Texas State student Jimmy Amisial became a father overnight when he took in an impoverished boy from Haiti named Emilio on New Year's Eve 2017.
Born and raised in Haiti, Amisial came to America to attend college in 2015. In Dec. 2017, he was on a trip home for winter break after completing his first semester at Texas State.
On New Year's Eve, Amisial, who grew up volunteering at a local orphanage, was on his way to deliver gifts to the children when he heard a noise that caught him off guard. At first, he thought it was the sound of people celebrating the new year.
“I saw a panicked lady and I said, ‘oh, what's going on over there?’ She told me, ‘ you won't believe it. They are throwing the baby in the trash’ and no one wanted to do anything about it," Amisial said.
A crowd had gathered around the baby, and no one bothered to help or even touch the baby who was lying in a pile of trash. Despite the crowd's reaction, Amisial knew he needed to do something.
"People are saying ‘I'm not going to touch it. I didn't put that baby there. It's cursed.' But to me, I saw a precious living soul, and without hesitation, I reached out and picked him up from the trash,” Amisial said
When he first saw the baby he was covered in fire ants and would not stop crying.
“He was crying in excruciating pain, I could hear the pain in his voice like he was saying ‘save me, save me,'" Amisial said. "I couldn't think of anything else but to save him.”
Amisial then took the baby to his mother’s house where they bathed him, nursed him back to health and called local authorities to notify them about his discovery. Little did he know that reaching for the baby would change the trajectory of his life.
The day after finding the baby, a judge visited Amisial. The judge recognized the heart and passion that Amisial had for the child. According to Amisial, children in Haiti often end up living their lives as orphans or gang members.
It was the following question the judge would ask Amisial that would shock him to his core. The judge asked him if he was willing to become the baby's legal guardian. He told the judge to give him time to think about such a huge decision.
"That wasn't my expectation at all when he said that to me. I kept thinking, I'm still in school I was struggling and I didn't really know what I was gonna do,” Amisial said
Deep down Amisial knew this was what he was meant to do in life and so he returned to America as Emilio's legal guardian.
The adjustment to life as a parent was tough, similar to the process of adapting to living in a brand new country and finding his groove in Longview, Texas, where he lived and attended school before coming to San Marcos where he knew more people.
“It was hard, that culture shock. I've never left my country before and it was kind of like a new experience and a new chapter in my life,” Amisial said. “It's a cool experience, but it was hard at the beginning.”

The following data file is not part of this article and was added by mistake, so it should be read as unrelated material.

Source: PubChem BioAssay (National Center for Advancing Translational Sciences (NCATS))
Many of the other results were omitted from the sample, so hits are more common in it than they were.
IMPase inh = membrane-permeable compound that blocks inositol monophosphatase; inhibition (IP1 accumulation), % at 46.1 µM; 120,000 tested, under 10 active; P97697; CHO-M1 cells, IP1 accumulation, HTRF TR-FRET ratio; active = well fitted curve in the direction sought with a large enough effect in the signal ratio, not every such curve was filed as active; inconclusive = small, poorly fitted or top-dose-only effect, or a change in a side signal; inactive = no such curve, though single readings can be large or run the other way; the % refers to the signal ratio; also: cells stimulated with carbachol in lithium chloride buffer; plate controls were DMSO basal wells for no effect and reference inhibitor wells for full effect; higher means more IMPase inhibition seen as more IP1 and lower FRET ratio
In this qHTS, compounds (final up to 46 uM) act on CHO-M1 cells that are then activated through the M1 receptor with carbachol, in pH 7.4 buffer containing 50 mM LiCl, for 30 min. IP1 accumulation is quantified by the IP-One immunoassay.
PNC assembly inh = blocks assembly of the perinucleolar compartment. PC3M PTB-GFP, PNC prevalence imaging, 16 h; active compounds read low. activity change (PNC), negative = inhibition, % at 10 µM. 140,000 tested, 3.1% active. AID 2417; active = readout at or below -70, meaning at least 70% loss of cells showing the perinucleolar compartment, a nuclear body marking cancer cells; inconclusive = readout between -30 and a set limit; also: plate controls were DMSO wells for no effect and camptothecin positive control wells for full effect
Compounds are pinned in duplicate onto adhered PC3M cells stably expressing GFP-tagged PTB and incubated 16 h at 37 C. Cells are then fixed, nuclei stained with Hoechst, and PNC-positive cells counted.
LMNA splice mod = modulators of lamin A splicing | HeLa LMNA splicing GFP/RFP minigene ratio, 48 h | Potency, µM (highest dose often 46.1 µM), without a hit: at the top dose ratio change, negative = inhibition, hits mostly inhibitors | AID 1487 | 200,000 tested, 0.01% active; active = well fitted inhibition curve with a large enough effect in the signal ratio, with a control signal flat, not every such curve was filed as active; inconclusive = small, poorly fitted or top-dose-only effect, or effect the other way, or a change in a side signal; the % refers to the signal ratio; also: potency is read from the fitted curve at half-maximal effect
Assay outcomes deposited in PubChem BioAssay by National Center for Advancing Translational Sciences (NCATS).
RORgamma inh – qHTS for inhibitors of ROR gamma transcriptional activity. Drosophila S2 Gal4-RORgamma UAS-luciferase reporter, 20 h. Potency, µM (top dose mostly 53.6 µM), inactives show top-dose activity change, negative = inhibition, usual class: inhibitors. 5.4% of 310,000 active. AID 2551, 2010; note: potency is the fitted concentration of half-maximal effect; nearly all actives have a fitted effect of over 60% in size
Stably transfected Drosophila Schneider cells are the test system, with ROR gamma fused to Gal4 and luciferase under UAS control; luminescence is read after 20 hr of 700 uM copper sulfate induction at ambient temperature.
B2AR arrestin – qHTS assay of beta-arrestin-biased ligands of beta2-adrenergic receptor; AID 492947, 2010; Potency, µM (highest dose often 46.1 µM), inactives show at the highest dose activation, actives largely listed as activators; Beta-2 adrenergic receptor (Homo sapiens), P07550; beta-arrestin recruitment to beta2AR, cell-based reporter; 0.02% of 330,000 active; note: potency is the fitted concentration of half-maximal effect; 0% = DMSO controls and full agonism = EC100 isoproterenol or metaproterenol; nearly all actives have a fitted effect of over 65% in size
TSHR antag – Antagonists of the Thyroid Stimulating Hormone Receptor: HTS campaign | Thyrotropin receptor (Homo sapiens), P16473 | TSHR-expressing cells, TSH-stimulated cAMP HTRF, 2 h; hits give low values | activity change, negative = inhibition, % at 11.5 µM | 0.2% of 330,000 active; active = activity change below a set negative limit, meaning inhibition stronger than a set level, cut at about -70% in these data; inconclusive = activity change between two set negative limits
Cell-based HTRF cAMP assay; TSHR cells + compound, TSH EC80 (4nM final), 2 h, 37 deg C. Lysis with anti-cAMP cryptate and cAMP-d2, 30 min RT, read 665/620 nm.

However hard it was, Amisial kept reminding himself it was a journey that he was ready for.
“I said to myself, 'it's a journey. Sometimes you're going to have to experience new things. You're going to have to be able to be okay to meet new people from different backgrounds.' But we have something that we can call love. I knew it wasn’t going to be easy, but it takes time,” Amisial said.
Amisial's journey to parenthood was not easy, before becoming a father to Emilio, he had never had experience changing a diaper or making a bottle.
“I had some sleepless nights and then I realized that this was my something great, and so I took a leap of faith by saying ‘yes,'” Amisial said. "Sometimes you don't have to know what to do. You just have to be ready to do it.”
Amisial credits his mom on teaching him the ropes of his newly found way of life as a parent.
“My mom helped me with everything. She told me, ‘okay, you know, this is what's gonna happen, I'm going teach you how to change diapers.' It was kind of like a cool experience to me and has been [my] biggest decision ever,” Amisial said.
Emilio who was three months old at the time is now five years old and lives with Jimmy’s mom, Elicie Jean, in Gonaives, Haiti. Emilio said he loves playing football.
“He's really outgoing and has a million-dollar smile. He always asked me for stuff ‘daddy, I need a bicycle, I need a tablet, I need clothes,' he always needs stuff and I'm really proud of that,” Amisial said. “He has someone he can go to be asking for stuff.”
Jean shares that life with Emilio is filled with joy, the same joy she had in her life when Jimmy was also just a kid.
[Translated to English] “It's like I was raising Jimmy again, he smiles all the time, wonders around to play outside with the neighborhood kids, he’s super joyful,” Jean said.
Amisial will be returning to Texas State this spring after having to put his education on pause because of legal fees regarding the adoption process. He one day hopes to have his mother and child living with him in the states.
“I would love him to know that he was left alone but he's not alone. I would love to teach him how to be kind and how to love on other people, the same thing I did for him, for him to be able to do it for other people,” Amisial said.